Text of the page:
Factors fostering academics to start up new ventures: an assessment of Italian founders’ incentives
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Why do university researchers decide to start-up a new venture? How can we distinguish between the different factors influencing such an important decision? To what extent are specific policies activated within universities relevant in the process of new venture creation? In this paper we try to answer these very significant questions, through an empirical analysis performed on a sample of 88 Italian academics involved in the creation of 47 spin-offs between 1999 and 2005. Our findings show that the availability of technologies with a potential for commercial exploitation, the possibility to access university infrastructures and the personal benefits are the most important incentives for academics. More generally, academics’ involvement in creating new ventures is not driven by an entrepreneurial attitude, but rather by the expectation of generating results which will enhance their academic position. Additional investments and efforts made by some universities to create more mechanisms to support spin-offs are not perceived as additional incentives. These results hold after controlling for academic founders’ institutional affiliation, status, and the companies’ growth over their first two years of existence. Implications for public policy and organizational processes are discussed.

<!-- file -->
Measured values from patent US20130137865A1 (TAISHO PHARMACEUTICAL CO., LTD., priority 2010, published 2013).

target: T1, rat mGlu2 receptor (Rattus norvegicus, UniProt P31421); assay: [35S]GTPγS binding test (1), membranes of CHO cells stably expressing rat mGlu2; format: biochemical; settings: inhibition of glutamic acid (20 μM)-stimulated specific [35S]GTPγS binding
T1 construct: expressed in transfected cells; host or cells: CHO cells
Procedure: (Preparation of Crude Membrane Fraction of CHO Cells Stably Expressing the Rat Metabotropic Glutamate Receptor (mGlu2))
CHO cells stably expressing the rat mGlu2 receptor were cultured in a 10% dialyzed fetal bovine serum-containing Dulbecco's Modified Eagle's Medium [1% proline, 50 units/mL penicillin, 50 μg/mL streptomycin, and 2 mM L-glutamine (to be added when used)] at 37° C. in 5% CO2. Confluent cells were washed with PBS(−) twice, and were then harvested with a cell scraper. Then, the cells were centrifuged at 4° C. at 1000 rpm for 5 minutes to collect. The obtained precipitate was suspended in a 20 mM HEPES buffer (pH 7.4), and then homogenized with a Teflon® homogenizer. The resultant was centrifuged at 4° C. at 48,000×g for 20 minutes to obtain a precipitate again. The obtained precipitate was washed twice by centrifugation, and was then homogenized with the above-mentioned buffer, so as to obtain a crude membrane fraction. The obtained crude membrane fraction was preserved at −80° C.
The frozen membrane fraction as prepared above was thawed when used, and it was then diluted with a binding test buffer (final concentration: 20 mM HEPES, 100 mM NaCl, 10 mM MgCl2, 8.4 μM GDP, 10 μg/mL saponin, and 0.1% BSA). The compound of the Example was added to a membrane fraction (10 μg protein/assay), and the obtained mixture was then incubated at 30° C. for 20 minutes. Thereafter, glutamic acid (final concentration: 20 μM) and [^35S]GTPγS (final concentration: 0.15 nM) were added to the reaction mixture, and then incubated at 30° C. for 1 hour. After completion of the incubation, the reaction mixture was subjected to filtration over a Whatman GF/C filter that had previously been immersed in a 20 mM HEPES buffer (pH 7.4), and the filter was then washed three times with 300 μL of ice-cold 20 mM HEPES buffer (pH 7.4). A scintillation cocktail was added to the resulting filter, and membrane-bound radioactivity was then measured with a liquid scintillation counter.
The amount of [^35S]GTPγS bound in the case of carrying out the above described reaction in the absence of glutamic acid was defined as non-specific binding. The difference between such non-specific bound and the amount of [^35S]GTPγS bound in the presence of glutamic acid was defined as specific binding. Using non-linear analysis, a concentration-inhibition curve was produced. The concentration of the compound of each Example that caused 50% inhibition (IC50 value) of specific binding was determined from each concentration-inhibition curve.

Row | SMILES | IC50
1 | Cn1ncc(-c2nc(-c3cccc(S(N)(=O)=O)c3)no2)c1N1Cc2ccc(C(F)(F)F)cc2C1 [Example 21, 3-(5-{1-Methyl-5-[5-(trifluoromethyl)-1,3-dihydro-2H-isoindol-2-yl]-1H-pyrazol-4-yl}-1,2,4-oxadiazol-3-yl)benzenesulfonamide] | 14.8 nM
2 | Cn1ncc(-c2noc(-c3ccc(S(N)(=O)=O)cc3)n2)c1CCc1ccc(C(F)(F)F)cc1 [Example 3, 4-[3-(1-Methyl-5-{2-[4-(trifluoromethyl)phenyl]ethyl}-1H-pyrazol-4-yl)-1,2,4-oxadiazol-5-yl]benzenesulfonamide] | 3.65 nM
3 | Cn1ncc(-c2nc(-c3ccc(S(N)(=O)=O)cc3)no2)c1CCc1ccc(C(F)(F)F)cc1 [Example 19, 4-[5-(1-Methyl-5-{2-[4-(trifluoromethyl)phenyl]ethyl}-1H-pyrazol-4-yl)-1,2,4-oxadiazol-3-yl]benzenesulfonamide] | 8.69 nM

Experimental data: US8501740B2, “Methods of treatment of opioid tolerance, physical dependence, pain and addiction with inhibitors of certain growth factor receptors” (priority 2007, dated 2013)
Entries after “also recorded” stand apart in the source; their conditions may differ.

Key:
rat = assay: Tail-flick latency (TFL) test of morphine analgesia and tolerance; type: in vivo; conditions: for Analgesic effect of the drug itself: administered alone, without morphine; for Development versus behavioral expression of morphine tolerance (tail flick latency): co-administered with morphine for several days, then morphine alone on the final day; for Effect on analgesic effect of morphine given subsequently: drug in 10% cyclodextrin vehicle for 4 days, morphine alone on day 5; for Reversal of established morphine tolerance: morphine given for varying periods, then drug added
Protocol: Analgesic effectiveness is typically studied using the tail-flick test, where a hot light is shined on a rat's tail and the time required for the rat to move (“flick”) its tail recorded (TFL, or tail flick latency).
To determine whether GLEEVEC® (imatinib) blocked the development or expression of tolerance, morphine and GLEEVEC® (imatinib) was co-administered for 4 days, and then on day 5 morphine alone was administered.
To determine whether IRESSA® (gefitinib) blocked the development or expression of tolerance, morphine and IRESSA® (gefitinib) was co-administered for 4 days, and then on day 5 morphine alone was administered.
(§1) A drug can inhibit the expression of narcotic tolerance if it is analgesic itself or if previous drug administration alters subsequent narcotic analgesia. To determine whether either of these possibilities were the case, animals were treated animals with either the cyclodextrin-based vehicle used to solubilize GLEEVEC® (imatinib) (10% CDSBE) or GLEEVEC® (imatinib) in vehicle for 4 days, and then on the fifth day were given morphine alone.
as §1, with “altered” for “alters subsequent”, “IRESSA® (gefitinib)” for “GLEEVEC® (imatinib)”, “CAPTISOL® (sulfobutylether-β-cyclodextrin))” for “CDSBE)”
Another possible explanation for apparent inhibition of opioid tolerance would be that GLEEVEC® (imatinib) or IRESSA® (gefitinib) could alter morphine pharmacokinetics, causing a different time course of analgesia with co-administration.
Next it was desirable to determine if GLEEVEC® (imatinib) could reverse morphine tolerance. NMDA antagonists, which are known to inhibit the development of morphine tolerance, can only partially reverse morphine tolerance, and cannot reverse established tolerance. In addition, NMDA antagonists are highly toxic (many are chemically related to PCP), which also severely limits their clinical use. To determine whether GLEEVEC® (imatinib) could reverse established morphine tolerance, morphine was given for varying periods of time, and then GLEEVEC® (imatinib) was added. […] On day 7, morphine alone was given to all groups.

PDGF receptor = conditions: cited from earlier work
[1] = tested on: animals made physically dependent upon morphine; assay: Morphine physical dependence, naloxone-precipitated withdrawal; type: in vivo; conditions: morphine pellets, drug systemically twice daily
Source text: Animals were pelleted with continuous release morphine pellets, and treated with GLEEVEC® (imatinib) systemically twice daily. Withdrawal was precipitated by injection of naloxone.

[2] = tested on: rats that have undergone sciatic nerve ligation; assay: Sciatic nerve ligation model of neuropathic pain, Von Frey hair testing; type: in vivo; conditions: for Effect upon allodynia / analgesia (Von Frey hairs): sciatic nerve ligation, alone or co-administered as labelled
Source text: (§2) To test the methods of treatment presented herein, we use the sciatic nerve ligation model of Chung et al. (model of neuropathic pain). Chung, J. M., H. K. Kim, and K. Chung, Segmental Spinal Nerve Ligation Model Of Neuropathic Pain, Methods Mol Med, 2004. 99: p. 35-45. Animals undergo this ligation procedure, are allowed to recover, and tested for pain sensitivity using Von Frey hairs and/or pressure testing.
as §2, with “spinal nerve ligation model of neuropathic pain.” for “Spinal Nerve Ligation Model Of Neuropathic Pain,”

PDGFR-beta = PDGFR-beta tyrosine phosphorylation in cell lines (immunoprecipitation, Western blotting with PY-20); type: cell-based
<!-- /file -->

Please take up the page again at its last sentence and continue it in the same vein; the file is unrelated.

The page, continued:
KeywordsTechnology transfer Academic spin-off Founders’ incentives
JEL ClassificationsO31 O32 O38
Financial support from the FIRB project (#RBNEO3ZLFW_001) is gratefully acknowledged.
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